(News Focus) N. Korea to collapse if China cuts off fuel: expert
SEOUL, Jan. 11 (Yonhap) -- North Korea will face a total collapse if China cuts off all oil supplies to the neighboring nation in the wake of Pyongyang's fourth nuclear test last week, a South Korean expert said Monday.
All eyes are on what measures China will take, if any, to punish the North for what it claims was its first successful test of a hydrogen bomb on Wednesday. As international sanctions punishing Pyongyang for its first three nuclear tests appear to have failed in reining in the North's nuclear program, China is increasingly seen as the only real power with leverage over the Kim Jong-un regime.
The U.N. Security Council has begun work to draw up a new resolution containing "further significant measures." Current sanction measures under past resolutions range from an embargo on arms trade to interdiction and investigation of freight; financial sanctions blocking money transactions; and sanctions on individuals and entities that violate those restrictions, such as a travel ban or asset freeze.
If China cuts off all fuel supplies, however, there will be total mayhem in North Korea within a week, said Kim Kyoung-sool, a senior researcher at the state-funded Korea Energy Economics Institute.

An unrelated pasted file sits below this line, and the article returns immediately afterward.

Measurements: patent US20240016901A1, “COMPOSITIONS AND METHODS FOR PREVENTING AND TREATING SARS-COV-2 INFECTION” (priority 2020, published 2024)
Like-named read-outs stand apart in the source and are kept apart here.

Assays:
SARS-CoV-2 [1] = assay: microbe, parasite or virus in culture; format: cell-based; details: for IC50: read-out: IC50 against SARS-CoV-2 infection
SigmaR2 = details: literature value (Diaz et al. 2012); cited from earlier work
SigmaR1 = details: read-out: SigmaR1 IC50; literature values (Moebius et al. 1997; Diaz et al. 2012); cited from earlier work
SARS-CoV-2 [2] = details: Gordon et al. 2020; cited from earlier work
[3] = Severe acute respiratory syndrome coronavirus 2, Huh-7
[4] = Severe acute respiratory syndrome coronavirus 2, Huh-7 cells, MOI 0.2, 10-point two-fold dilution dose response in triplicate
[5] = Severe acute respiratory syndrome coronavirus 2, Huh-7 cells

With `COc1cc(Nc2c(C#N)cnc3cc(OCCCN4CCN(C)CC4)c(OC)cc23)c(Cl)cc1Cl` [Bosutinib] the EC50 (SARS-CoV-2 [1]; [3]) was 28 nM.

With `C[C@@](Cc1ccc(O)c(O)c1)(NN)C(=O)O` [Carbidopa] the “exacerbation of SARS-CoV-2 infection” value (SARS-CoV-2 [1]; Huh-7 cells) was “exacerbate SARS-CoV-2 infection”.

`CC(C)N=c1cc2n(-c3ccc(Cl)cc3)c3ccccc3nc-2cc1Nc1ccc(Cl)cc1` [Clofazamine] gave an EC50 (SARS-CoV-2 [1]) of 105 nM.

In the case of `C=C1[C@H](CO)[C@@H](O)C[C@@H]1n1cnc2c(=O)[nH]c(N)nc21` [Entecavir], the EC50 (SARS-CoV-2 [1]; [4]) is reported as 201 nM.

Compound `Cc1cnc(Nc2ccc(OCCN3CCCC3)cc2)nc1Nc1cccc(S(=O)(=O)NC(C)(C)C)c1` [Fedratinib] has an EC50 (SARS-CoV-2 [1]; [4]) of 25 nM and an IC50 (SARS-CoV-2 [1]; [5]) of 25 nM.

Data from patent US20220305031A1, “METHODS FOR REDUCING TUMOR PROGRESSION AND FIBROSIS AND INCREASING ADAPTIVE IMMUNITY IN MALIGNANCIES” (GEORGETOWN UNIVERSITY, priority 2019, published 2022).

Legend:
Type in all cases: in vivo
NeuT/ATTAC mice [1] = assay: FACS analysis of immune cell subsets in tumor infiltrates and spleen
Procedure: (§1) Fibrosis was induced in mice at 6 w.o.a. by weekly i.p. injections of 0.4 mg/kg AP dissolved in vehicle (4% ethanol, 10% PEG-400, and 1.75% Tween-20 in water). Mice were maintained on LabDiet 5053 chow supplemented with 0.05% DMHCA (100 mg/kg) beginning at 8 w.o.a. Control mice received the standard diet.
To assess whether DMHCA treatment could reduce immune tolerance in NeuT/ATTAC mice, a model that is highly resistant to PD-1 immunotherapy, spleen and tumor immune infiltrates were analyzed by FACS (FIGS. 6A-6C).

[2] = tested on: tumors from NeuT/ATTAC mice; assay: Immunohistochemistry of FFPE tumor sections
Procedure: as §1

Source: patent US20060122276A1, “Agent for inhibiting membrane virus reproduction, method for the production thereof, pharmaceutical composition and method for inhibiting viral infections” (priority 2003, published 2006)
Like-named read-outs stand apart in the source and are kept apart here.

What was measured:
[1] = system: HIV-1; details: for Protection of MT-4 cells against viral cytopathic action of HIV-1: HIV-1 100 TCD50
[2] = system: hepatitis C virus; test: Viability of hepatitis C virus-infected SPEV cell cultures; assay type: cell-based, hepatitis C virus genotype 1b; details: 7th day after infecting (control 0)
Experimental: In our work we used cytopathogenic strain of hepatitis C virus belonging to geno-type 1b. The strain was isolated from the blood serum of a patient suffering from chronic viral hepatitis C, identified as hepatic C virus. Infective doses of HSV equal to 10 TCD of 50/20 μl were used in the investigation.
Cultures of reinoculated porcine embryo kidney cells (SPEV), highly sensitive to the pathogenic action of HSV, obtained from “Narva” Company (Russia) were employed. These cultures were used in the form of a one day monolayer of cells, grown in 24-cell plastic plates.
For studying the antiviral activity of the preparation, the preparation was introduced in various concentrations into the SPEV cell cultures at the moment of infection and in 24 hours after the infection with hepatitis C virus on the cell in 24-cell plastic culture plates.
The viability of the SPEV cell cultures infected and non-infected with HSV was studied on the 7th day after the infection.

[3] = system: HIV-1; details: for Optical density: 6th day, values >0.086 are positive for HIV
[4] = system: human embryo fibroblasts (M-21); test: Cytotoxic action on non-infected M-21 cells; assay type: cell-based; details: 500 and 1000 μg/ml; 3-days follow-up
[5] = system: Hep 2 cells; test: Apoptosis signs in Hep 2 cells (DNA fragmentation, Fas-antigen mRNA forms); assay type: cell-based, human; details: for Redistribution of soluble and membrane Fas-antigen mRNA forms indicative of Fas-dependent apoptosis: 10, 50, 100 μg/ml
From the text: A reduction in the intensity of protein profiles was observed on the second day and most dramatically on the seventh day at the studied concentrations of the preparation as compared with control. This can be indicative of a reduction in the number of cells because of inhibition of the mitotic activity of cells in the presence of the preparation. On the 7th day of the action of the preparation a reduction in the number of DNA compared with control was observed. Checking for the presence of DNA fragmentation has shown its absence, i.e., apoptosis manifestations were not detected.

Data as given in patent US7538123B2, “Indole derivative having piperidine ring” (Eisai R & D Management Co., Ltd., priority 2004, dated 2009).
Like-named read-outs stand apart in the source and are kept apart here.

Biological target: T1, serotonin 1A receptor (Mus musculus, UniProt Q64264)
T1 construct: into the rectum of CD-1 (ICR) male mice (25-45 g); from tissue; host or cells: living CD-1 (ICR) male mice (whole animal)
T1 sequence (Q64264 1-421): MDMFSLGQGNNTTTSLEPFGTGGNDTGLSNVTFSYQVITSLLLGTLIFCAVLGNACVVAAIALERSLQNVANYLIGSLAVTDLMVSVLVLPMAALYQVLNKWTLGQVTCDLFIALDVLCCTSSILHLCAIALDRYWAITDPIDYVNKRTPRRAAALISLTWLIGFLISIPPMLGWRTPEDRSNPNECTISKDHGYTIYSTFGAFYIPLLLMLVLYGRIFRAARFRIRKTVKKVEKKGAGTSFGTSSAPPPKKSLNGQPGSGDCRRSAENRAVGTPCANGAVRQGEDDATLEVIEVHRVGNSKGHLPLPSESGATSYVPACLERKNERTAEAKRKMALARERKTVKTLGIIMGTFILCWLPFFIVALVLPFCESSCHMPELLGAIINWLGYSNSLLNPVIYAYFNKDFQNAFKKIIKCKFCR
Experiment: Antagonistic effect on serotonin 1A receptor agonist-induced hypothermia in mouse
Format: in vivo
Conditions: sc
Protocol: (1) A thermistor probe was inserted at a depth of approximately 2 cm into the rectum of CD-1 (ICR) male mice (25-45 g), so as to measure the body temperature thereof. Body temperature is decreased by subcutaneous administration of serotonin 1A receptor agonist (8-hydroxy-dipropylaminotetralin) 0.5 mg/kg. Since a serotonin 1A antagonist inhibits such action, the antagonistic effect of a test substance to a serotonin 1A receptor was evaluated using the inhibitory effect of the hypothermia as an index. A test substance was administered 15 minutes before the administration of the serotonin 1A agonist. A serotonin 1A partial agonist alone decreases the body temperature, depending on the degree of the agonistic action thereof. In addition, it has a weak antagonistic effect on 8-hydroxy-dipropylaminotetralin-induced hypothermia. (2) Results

"That's because North Korea relies 100 percent on China for its crude oil imports," he said in a phone interview with Yonhap News Agency. "Almost all of its socioeconomic activities will be paralyzed, from the transportation sector to the military sector; inflation will rise; prices will soar; social anxiety will cause riots; and North Korean society will face a collapse."
North Korea's military, the backbone of the Kim regime, will be hit hard in particular, he said, noting that Russian crude supplies have been halted since the early 1990s.
The researcher estimated that North Korea imported 4.24 million barrels of crude from China in 2013 and 3.89 million barrels in 2014.
He expressed skepticism, however, that China would go so far as to impose a total ban on crude exports to the North, citing the two countries' alliance and the enormous burden of a failed state on its borders.